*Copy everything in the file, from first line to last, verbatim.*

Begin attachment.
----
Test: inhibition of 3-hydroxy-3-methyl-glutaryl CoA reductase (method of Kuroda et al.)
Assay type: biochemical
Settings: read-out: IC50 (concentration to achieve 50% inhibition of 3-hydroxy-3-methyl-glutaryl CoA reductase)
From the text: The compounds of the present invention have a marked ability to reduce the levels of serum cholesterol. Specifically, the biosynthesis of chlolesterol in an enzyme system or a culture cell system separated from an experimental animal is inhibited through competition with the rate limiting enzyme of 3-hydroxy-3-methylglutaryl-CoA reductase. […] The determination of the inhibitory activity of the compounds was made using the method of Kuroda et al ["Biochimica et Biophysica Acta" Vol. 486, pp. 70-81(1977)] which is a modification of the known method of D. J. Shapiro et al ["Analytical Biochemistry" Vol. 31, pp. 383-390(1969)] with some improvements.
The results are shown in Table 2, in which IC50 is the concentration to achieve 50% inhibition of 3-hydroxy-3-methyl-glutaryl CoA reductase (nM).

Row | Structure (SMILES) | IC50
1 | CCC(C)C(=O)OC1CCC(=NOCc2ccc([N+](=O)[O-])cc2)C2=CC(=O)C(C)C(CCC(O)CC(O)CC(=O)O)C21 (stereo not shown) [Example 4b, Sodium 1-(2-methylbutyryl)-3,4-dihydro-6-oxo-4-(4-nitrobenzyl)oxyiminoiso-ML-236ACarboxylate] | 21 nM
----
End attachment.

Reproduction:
Test: inhibition of 3-hydroxy-3-methyl-glutaryl CoA reductase (method of Kuroda et al.)
Assay type: biochemical
Settings: read-out: IC50 (concentration to achieve 50% inhibition of 3-hydroxy-3-methyl-glutaryl CoA reductase)
From the text: The compounds of the present invention have a marked ability to reduce the levels of serum cholesterol. Specifically, the biosynthesis of chlolesterol in an enzyme system or a culture cell system separated from an experimental animal is inhibited through competition with the rate limiting enzyme of 3-hydroxy-3-methylglutaryl-CoA reductase. […] The determination of the inhibitory activity of the compounds was made using the method of Kuroda et al ["Biochimica et Biophysica Acta" Vol. 486, pp. 70-81(1977)] which is a modification of the known method of D. J. Shapiro et al ["Analytical Biochemistry" Vol. 31, pp. 383-390(1969)] with some improvements.
The results are shown in Table 2, in which IC50 is the concentration to achieve 50% inhibition of 3-hydroxy-3-methyl-glutaryl CoA reductase (nM).

Row | Structure (SMILES) | IC50
1 | CCC(C)C(=O)OC1CCC(=NOCc2ccc([N+](=O)[O-])cc2)C2=CC(=O)C(C)C(CCC(O)CC(O)CC(=O)O)C21 (stereo not shown) [Example 4b, Sodium 1-(2-methylbutyryl)-3,4-dihydro-6-oxo-4-(4-nitrobenzyl)oxyiminoiso-ML-236ACarboxylate] | 21 nM